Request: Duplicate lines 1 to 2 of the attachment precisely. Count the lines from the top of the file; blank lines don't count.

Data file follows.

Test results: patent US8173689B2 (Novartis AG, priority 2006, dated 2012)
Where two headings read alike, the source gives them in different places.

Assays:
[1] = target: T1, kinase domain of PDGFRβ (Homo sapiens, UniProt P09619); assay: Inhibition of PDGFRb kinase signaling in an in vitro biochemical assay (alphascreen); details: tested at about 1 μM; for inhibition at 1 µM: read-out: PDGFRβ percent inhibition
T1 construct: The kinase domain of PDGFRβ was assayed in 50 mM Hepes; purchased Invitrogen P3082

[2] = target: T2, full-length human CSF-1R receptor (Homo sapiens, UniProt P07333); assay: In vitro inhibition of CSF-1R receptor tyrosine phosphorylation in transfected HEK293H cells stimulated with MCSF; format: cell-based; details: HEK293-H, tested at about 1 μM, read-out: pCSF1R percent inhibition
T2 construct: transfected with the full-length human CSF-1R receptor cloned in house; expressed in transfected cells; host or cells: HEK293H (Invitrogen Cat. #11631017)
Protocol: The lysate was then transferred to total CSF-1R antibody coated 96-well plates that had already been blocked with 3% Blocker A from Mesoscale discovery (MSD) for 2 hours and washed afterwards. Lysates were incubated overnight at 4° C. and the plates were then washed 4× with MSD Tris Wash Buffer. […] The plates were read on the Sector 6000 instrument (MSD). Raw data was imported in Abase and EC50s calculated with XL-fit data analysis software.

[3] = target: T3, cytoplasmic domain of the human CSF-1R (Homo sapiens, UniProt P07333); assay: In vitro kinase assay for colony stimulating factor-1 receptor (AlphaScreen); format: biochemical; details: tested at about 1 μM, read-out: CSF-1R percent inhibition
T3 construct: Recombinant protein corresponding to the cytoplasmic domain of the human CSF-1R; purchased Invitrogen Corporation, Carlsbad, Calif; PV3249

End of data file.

Test results: patent US8173689B2 (Novartis AG, priority 2006, dated 2012)
Where two headings read alike, the source gives them in different places.